Treatment of Unexplained Syncope: A Multicenter, Randomized Trial of Cardiac Pacing Guided by Adenosine 5'-triphosphate Testing
Background—The origin of 40% of syncope cases remains unknown even after a complete diagnostic work-up. Previous studies have suggested that adenosine 5'-triphosphate (ATP) testing has value in selecting successful therapy. This patient-blinded, multicenter, randomized superiority trial tested whether, in patients with syncope of unknown origin (SUO), selecting cardiac pacing in those with a positive ATP test results in fewer recurrences than those who do not receive pacing.
Methods and Results—From 2000 to 2005, 80 consenting patients (mean age 75.9 ± 7.7 years, 81% women, and 56% without diagnosed structural heart disease) with SUO and atrioventricular or sinoatrial block lasting longer than 10 seconds (average 17.9 ± 6.8 seconds) under ATP administration (20 mg IV bolus) were recruited from 10 hospitals, implanted with programmable pacemakers, and randomized to either active pacing (dual-chamber pacing at 70 beats per minute [bpm]) or backup pacing (atrial pacing at 30 bpm). Patients were followed regularly for up to five years for any syncope recurrence, the primary outcome. Mean follow-up was 16 months. Syncope recurred in eight (21%) of 39 patients randomized to active pacing and in 27 (66%) of 41 randomized to backup pacing (control), yielding a hazard ratio of 0.25 (95% CI: 0.12, 0.56). After recurrence, the 27 recurrent control patients were reprogrammed to active pacing and only one reported subsequent syncope.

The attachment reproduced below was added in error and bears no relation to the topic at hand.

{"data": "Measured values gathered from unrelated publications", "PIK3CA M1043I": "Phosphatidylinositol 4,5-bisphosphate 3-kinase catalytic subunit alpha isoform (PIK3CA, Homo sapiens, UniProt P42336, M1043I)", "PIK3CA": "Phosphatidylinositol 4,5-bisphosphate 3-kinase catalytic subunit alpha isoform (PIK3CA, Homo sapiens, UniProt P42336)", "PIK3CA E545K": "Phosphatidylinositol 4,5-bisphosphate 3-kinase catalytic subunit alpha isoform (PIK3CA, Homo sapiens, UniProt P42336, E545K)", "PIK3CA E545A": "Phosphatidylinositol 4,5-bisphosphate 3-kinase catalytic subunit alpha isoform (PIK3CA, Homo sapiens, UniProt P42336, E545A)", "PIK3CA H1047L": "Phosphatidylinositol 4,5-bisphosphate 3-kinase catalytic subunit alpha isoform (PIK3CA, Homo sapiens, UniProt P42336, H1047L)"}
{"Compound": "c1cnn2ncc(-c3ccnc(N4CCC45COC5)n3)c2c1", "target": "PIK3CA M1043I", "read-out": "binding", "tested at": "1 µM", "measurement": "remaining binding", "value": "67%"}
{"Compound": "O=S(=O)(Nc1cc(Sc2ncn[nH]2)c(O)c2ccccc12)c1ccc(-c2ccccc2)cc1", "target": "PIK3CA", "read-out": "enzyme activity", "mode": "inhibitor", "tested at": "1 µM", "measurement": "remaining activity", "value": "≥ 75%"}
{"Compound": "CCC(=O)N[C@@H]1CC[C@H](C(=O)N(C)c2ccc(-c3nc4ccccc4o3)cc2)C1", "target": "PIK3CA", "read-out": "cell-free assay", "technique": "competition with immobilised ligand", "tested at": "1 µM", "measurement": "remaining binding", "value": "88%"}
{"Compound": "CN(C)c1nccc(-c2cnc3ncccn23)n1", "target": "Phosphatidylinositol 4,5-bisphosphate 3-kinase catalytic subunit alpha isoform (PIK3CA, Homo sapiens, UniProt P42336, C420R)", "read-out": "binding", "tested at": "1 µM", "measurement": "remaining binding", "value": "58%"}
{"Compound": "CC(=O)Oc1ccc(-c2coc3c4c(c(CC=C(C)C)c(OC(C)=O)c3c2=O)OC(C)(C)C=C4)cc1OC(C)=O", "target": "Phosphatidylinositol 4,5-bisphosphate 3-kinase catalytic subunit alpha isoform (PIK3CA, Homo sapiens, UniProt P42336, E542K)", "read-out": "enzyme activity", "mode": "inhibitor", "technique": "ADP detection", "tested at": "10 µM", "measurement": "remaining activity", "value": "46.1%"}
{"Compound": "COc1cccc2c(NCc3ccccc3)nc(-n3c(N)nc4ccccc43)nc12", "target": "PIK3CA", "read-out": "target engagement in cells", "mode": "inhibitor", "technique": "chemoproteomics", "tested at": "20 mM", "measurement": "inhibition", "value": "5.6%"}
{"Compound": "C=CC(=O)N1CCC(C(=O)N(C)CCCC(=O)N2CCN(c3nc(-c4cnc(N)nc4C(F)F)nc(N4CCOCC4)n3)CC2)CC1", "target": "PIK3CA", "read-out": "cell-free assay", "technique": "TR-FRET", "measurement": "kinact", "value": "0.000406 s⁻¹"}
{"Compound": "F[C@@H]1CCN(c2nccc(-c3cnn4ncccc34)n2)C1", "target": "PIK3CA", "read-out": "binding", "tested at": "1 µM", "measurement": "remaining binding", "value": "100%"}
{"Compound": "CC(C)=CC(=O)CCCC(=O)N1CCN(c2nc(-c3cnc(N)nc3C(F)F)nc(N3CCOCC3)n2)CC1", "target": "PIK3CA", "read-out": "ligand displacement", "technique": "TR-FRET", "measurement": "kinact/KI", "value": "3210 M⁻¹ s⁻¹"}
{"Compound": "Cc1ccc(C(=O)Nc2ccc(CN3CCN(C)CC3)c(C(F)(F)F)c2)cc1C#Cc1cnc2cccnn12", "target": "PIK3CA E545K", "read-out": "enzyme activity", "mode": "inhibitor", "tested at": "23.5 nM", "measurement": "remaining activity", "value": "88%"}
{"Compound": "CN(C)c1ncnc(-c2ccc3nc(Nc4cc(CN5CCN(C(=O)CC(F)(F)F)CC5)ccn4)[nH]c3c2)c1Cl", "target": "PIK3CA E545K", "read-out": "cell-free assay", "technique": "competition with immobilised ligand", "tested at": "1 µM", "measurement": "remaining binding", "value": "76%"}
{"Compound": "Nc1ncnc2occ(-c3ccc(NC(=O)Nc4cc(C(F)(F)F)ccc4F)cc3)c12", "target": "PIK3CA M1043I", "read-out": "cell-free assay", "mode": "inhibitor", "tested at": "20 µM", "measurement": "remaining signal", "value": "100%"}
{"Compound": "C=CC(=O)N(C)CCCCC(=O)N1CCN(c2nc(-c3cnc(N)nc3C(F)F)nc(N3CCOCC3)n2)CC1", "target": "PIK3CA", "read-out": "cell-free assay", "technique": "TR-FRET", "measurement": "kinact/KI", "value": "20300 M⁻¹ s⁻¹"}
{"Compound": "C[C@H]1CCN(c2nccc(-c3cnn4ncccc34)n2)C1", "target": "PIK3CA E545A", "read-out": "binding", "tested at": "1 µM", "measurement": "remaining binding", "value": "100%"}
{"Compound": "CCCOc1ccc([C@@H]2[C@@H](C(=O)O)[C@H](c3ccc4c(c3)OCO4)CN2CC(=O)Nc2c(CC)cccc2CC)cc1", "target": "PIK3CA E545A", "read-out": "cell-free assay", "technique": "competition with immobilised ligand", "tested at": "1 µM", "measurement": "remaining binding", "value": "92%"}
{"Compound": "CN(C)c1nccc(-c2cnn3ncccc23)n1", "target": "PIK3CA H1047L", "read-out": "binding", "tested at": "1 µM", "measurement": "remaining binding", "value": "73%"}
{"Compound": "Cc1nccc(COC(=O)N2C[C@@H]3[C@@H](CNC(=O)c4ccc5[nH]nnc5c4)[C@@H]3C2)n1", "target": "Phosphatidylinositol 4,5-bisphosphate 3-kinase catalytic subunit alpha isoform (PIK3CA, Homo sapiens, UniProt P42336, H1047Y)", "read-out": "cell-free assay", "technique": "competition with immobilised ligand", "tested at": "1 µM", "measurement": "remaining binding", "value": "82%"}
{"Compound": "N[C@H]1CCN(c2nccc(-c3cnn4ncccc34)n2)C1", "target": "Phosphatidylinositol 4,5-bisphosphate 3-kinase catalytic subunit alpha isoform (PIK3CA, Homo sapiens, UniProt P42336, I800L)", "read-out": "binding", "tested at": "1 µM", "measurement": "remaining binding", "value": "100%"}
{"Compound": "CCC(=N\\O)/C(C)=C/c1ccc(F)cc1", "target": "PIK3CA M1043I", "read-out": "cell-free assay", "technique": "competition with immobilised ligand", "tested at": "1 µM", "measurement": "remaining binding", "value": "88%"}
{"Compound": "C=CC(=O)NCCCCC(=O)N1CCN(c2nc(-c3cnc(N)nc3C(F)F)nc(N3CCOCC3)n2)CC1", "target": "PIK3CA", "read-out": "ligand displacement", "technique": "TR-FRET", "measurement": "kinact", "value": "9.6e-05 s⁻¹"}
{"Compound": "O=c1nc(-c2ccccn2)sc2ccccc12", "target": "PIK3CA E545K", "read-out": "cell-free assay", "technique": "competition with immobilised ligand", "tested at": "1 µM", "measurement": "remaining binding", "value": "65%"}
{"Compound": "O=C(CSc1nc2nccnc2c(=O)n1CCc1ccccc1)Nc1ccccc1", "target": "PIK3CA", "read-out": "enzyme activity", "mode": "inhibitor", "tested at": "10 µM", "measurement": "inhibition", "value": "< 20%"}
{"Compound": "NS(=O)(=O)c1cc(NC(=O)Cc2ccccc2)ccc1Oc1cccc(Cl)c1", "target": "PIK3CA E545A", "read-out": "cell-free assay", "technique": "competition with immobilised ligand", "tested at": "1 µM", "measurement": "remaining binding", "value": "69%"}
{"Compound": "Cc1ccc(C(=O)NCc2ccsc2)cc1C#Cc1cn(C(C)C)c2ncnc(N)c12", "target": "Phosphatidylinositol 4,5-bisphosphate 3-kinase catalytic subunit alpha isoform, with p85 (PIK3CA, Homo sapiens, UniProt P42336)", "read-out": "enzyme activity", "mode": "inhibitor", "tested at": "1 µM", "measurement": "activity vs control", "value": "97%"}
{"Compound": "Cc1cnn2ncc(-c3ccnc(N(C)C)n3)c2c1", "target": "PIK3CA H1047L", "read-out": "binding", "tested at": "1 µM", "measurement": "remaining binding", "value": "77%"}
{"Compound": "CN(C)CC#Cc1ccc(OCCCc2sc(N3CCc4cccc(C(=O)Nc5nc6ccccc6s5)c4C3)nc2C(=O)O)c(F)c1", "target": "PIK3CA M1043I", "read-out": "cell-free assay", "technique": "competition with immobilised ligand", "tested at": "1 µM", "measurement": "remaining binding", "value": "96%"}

Conclusions—This study suggests that, in elderly patients with SUO and positive ATP tests, active dual-chamber pacing reduces syncope recurrence risk by 75% (95% CI 44% to 88%).
Clinical Trial Registration Information—http://www.controlled-trials.com/ISRCTN00029383; Unique Identifier: ISRCTN00029383
- adenosine 5'-triphosphate
- cardiac pacemaker
- randomized trial
- syncope of unknown origin
- vaso-vagal syncope
- Received January 26, 2011.
- Accepted October 31, 2011.
- Copyright © 2011, American Heart Association, Inc. All rights reserved. Unauthorized use prohibited